Publishing. The use of ICTs to support the production and not just consumption of information is important. Although student work has traditionally been displayed on school walls, or storied in home in boxes under beds, the development of the Internet and of more sophisticated databases is making possible the capture and dissemination of student work in ways that increase its value to the students and to others. The development of the learner centred learning materials on CD Roms for the students of the Autistic unit is a good example.
The materials were designed with each student in mind and focused on the students’ specific interests. Tailored materials so costly in time and resources are beyond the reach of most teachers but fellow students not only have time but also the willingness to explore and develop resources for individual learning styles.
Roles. Teachers, and those who teach teachers, need also to be part of the process. We believe they should be involved in a process of constructing knowledge and that construction is a communal affair. Group work in schools, in college and among academics is important, we should not only working in the peer group but across the various institutions and age levels so that students work with, teachers, who work with lecturers, in such a way that all are teachers and learners in the process of building a richer community. This paper is an example of such collaboration. There is a need for a different forum for academic work (such as the Web) and a review of the concepts of first and second authors. What is needed is a way to document the contributions made to knowledge building rather than trying to simply rank them. This way those that are not part of the formal academic community can still have a role in the development of the field not as voices reported by others but in their own right. Students have a right to be needed by the profession.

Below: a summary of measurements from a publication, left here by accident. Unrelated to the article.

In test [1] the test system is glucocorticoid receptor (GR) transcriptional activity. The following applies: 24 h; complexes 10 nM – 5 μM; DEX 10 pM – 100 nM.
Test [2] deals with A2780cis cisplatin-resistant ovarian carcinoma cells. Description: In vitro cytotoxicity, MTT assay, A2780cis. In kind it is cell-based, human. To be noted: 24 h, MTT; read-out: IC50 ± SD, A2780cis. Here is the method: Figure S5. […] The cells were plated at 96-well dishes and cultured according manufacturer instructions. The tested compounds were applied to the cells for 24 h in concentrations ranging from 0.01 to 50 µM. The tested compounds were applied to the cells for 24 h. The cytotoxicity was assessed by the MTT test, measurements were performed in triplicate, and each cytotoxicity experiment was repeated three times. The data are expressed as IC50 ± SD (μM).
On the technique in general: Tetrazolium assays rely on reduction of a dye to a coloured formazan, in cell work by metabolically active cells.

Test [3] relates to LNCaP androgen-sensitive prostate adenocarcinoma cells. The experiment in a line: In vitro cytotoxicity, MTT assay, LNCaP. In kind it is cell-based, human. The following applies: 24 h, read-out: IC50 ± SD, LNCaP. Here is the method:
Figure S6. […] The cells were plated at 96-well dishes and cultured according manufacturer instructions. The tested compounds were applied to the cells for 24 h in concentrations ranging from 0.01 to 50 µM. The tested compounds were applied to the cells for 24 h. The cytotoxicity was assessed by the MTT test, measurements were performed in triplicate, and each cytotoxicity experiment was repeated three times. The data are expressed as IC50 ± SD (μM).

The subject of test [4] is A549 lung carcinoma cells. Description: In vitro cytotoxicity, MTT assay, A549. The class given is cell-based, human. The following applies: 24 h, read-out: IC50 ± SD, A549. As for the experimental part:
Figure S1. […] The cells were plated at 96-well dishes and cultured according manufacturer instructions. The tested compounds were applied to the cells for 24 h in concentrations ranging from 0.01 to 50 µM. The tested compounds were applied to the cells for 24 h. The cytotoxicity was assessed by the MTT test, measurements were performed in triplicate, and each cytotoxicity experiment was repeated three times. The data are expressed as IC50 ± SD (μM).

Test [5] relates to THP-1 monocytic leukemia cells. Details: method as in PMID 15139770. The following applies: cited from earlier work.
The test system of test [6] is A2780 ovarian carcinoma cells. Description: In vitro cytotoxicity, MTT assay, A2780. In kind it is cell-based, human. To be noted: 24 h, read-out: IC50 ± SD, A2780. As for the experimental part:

Assessment. Assessment should support a richer learning product than exams, through a focus on portfolio work and through measuring learning gains over longer periods of time through continuous assessment. Not only did Siobhan’s learning checklist provide a way for her to see what students were learning, it provided an impetus for them to check their own learning and improve.
Teacher training. Communal constructivism supports a teaching apprenticeship for all those who come through the school system. The profession would benefit from a rich pool of people who understand the concerns of teachers and support new initiatives. No other profession is so familiar to all citizens we believe it should also be the most valued.
From a students’ email:
I thought it was great how you explained step-by-step how to use Hyperstudio. I told my Aunty Mary about the Website and now she’s showing her children how to use it, and they think its brilliant. Best of luck and see you on Monday,